Speech by The Hon Kate Ellis MP

Launch of the United Nations Population Fund’s State of the World Population Report

Location: Parliament House, Canberra

E and OE proof only.


It is a pleasure to be here today for the launch of the State of World Population 2010 report by the United Nations Population Fund.

The report – “From Conflict and Crisis to Renewal: Generations of Change”, is a reminder to governments, both here and governments abroad, that while we have made inroads, there is still so much more to be done to address the challenges women face in conflict and in humanitarian emergencies.

I think that this is a timely launch today. Not just on the 10 year anniversary of 1325 but also in a week where our Parliament is debating the war in Afghanistan; in a week where I will be contributing to that debate on the particular implications for women.

A time when I do think we need to be reflecting upon the impacts that these conflicts have on women. Not just those women whose families have been unsettled, not just on those women who are taking part in formal education for the first time but also for the women who are playing a role within the Australian Defence Forces.

There are so many stories there that must not be forgotten but also of course that they are much more than stories just to be noted. This is a call to action.

And the Government does share your vision – for all men, women and children right across the globe to have full participation in economic, social and political life, without prejudice, without violence, without barriers.

We know that it is essential that the needs and interests of women, as well as men, are part of the development processes and this is particularly the case in situations of conflict and crisis.

And this is why the release of this report today is so very important.

For me, the report explores how conflict and protracted humanitarian emergencies affect women and girls. As the report states and as Virginia mentioned “women rarely wage war but they too often suffer the worst of its consequences

The devastating reality is that women and girls are often strategic targets of armed conflict. They are “disempowered by rape or the threat of it and by the HIV infection, trauma and disabilities that often result from it. Girls are disempowered when they cannot go to school because of the threat of violence, when they are abducted or trafficked, or when their families disintegrate or must flee.”

This report here today is absolutely a call to action.

Australia strongly supports the efforts of the international community to end sexual violence in armed conflict and to support women’s roles in peace-keeping.

Just this year, the Government announced an extra $1.25 million to the UN Trust Fund to End Violence against Women in the developing world.

Through this we have recently funded the development of an Analytical Inventory of Peacekeeping Practice to help address sexual violence in conflict.

This is a world first. It is the first-ever review of efforts by uniformed peacekeepers to prevent, to deter and to respond to widespread and systematic sexual violence.

It forms part of a broader agenda to improve the capacity of peacekeepers to protect civilians and it outlines the best practices for more effective responses by peacekeepers to women’s security.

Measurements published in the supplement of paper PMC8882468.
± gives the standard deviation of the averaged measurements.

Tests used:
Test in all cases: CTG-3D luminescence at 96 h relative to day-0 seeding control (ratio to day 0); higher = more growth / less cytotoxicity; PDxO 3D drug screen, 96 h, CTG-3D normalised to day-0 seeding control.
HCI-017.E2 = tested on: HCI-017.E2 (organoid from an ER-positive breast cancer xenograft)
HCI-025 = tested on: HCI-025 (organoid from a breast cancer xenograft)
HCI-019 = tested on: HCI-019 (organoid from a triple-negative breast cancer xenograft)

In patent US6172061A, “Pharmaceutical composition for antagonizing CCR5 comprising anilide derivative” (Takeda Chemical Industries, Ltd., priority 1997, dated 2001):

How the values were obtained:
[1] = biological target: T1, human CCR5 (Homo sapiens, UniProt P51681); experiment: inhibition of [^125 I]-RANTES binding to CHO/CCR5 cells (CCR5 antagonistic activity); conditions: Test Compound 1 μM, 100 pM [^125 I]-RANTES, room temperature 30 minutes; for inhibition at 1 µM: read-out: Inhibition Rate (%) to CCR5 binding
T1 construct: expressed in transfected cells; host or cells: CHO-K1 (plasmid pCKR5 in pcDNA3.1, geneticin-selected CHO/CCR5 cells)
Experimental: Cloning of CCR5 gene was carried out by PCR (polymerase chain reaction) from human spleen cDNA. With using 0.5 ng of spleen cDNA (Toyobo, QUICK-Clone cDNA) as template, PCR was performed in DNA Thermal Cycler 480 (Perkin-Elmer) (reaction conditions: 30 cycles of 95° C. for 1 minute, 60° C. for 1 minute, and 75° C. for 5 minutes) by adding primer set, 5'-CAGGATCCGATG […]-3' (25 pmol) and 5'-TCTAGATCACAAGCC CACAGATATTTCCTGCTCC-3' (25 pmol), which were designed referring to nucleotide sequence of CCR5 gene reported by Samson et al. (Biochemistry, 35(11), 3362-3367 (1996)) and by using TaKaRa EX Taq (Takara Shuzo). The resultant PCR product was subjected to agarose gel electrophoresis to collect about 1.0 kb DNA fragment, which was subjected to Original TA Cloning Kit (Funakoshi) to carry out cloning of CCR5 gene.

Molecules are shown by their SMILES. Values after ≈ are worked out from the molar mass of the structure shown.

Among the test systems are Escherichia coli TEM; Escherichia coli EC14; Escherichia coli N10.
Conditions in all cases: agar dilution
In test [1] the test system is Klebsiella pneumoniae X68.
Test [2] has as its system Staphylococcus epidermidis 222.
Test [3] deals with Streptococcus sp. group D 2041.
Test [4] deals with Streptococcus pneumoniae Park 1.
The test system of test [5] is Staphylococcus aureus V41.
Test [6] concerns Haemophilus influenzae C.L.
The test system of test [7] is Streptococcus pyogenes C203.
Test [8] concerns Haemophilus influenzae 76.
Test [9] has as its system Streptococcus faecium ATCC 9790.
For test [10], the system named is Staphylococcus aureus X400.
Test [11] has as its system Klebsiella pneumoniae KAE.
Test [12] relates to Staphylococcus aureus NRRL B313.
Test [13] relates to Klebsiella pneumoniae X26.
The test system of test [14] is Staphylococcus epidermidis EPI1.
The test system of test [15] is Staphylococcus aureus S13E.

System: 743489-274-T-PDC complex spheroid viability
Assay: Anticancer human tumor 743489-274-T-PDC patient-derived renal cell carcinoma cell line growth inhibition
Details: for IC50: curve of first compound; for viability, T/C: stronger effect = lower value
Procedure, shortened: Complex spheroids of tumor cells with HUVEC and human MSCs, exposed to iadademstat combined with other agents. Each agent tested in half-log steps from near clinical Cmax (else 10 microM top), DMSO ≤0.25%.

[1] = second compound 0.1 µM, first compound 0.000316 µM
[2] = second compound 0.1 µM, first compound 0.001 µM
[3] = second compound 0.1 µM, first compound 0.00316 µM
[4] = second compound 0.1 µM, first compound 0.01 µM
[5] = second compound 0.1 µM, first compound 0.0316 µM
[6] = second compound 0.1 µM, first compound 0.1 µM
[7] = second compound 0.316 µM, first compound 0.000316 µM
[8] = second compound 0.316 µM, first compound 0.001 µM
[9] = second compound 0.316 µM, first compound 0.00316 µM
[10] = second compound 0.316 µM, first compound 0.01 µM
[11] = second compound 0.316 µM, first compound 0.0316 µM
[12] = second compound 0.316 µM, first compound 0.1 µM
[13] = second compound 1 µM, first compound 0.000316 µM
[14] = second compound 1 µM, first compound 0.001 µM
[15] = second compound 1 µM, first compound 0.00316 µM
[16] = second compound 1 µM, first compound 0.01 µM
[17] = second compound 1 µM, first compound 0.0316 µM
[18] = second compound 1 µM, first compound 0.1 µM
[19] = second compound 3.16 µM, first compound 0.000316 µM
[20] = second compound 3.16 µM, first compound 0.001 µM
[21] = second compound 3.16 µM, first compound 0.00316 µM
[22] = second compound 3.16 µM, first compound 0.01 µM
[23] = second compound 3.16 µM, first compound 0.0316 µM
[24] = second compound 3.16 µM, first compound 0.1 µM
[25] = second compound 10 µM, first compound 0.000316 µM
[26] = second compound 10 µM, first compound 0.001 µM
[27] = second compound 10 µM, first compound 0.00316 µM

But even in this report, we also know that it is not all doom and gloom. The report also makes clear that women often play a key part in resolving ongoing conflict, and are able to lay the foundation for peace and rebuilding communities in the aftermath of conflict or natural disaster.

It doesn’t just talk about the negative and disturbing incidences of how conflict and crisis impact women, it also highlights the critical role women can play in prevention, in resolution and in peace building.

And as I read, conflict and crisis can also create opportunities for the empowerment of women, and new avenues for us to address gender inequality.

We saw that yesterday in the Prime Minister’s contributions about the impact of education take up for women in Afghanistan. We know that through rebuilding we can challenge gender inequities and we must do that.

But we also know that the report‘s theme also recognises the 10-year anniversary of the United Nations Security Council Resolution 1325 on Women, Peace and Security.

This highlights the importance of women’s roles in preventing conflicts, and of their full involvement in peace talks as well.

During the election campaign our Government made a commitment to develop a National Action Plan on Women Peace and Security to directly implement the principles of Resolution 1325.

A plan that will be gender-sensitive, that will respect the rights and interests of women and girls and recognise the contributions of both women and men.

And I am really happy to say the development of this Plan has already benefited from community input in its early stages. Close consultation with the non-government sector will continue as the plan takes shape. And I am really looking forward to releasing a draft in the near future.

I want to make this final point – the Australian Government is committed to working with you to ensure women’s equal place in society is reached, both here and abroad.

So it has been a pleasure to be here, to help launch this report today but I also look forward to many more years of a cohesive and productive partnership between the United Nations Population Fund and the Australian Government.

It is something that we are deeply committed to progressing.